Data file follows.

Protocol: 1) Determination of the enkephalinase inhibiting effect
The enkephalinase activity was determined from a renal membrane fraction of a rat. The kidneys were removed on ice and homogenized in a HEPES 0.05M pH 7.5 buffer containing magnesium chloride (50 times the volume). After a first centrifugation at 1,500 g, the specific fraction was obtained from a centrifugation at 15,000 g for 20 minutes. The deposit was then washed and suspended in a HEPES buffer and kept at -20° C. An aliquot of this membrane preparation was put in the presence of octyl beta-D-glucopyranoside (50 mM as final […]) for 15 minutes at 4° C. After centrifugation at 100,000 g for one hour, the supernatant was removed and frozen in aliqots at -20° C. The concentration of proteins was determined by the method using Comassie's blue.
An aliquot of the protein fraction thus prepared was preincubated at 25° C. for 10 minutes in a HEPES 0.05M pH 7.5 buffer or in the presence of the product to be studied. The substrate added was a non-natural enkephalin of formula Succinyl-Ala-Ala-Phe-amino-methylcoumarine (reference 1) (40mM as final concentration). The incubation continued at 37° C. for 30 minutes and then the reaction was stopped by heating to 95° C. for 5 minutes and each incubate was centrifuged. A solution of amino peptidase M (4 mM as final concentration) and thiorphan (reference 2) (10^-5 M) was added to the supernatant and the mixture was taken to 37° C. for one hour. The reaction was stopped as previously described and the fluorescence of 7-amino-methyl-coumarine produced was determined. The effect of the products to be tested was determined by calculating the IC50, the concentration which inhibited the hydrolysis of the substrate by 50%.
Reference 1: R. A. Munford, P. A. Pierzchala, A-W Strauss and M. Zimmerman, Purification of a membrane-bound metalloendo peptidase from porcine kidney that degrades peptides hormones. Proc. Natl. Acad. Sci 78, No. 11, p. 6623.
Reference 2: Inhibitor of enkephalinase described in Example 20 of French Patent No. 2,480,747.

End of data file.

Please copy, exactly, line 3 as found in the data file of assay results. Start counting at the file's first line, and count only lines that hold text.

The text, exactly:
An aliquot of the protein fraction thus prepared was preincubated at 25° C. for 10 minutes in a HEPES 0.05M pH 7.5 buffer or in the presence of the product to be studied. The substrate added was a non-natural enkephalin of formula Succinyl-Ala-Ala-Phe-amino-methylcoumarine (reference 1) (40mM as final concentration). The incubation continued at 37° C. for 30 minutes and then the reaction was stopped by heating to 95° C. for 5 minutes and each incubate was centrifuged. A solution of amino peptidase M (4 mM as final concentration) and thiorphan (reference 2) (10^-5 M) was added to the supernatant and the mixture was taken to 37° C. for one hour. The reaction was stopped as previously described and the fluorescence of 7-amino-methyl-coumarine produced was determined. The effect of the products to be tested was determined by calculating the IC50, the concentration which inhibited the hydrolysis of the substrate by 50%.